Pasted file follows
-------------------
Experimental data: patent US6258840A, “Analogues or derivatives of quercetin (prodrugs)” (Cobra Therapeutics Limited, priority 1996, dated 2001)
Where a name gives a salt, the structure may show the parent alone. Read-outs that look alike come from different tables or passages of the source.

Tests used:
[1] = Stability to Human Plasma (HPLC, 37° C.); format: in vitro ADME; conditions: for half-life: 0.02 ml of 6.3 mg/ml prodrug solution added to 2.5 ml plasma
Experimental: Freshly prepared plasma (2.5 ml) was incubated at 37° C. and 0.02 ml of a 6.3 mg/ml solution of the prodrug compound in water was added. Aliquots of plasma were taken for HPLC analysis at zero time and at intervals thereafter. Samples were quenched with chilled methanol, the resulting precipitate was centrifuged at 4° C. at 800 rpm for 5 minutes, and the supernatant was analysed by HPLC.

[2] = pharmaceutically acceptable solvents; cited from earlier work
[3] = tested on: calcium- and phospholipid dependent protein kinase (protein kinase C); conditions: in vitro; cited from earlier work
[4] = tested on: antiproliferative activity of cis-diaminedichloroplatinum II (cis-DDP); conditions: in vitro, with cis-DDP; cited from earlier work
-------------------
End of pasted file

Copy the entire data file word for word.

Experimental data: patent US6258840A, “Analogues or derivatives of quercetin (prodrugs)” (Cobra Therapeutics Limited, priority 1996, dated 2001)
Where a name gives a salt, the structure may show the parent alone. Read-outs that look alike come from different tables or passages of the source.

Tests used:
[1] = Stability to Human Plasma (HPLC, 37° C.); format: in vitro ADME; conditions: for half-life: 0.02 ml of 6.3 mg/ml prodrug solution added to 2.5 ml plasma
Experimental: Freshly prepared plasma (2.5 ml) was incubated at 37° C. and 0.02 ml of a 6.3 mg/ml solution of the prodrug compound in water was added. Aliquots of plasma were taken for HPLC analysis at zero time and at intervals thereafter. Samples were quenched with chilled methanol, the resulting precipitate was centrifuged at 4° C. at 800 rpm for 5 minutes, and the supernatant was analysed by HPLC.

[2] = pharmaceutically acceptable solvents; cited from earlier work
[3] = tested on: calcium- and phospholipid dependent protein kinase (protein kinase C); conditions: in vitro; cited from earlier work
[4] = tested on: antiproliferative activity of cis-diaminedichloroplatinum II (cis-DDP); conditions: in vitro, with cis-DDP; cited from earlier work